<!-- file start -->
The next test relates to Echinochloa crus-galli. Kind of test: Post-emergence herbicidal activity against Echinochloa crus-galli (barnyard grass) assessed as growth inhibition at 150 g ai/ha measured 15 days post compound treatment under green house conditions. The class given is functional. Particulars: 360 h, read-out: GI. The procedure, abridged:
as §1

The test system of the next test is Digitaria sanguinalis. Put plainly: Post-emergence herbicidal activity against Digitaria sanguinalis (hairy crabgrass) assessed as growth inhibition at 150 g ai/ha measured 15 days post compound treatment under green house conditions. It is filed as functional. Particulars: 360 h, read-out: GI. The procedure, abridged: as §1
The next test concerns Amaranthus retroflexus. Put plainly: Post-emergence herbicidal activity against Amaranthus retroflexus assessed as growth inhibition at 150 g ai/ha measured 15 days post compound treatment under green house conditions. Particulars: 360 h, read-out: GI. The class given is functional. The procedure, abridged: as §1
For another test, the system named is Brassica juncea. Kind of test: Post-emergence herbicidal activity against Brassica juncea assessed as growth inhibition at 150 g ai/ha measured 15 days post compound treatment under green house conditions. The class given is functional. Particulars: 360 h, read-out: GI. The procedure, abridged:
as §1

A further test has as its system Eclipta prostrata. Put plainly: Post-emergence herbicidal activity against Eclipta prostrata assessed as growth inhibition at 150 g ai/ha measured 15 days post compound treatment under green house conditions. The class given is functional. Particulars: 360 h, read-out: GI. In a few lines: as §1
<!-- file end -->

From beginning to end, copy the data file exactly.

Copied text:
The next test relates to Echinochloa crus-galli. Kind of test: Post-emergence herbicidal activity against Echinochloa crus-galli (barnyard grass) assessed as growth inhibition at 150 g ai/ha measured 15 days post compound treatment under green house conditions. The class given is functional. Particulars: 360 h, read-out: GI. The procedure, abridged:
as §1

The test system of the next test is Digitaria sanguinalis. Put plainly: Post-emergence herbicidal activity against Digitaria sanguinalis (hairy crabgrass) assessed as growth inhibition at 150 g ai/ha measured 15 days post compound treatment under green house conditions. It is filed as functional. Particulars: 360 h, read-out: GI. The procedure, abridged: as §1
The next test concerns Amaranthus retroflexus. Put plainly: Post-emergence herbicidal activity against Amaranthus retroflexus assessed as growth inhibition at 150 g ai/ha measured 15 days post compound treatment under green house conditions. Particulars: 360 h, read-out: GI. The class given is functional. The procedure, abridged: as §1
For another test, the system named is Brassica juncea. Kind of test: Post-emergence herbicidal activity against Brassica juncea assessed as growth inhibition at 150 g ai/ha measured 15 days post compound treatment under green house conditions. The class given is functional. Particulars: 360 h, read-out: GI. The procedure, abridged:
as §1

A further test has as its system Eclipta prostrata. Put plainly: Post-emergence herbicidal activity against Eclipta prostrata assessed as growth inhibition at 150 g ai/ha measured 15 days post compound treatment under green house conditions. The class given is functional. Particulars: 360 h, read-out: GI. In a few lines: as §1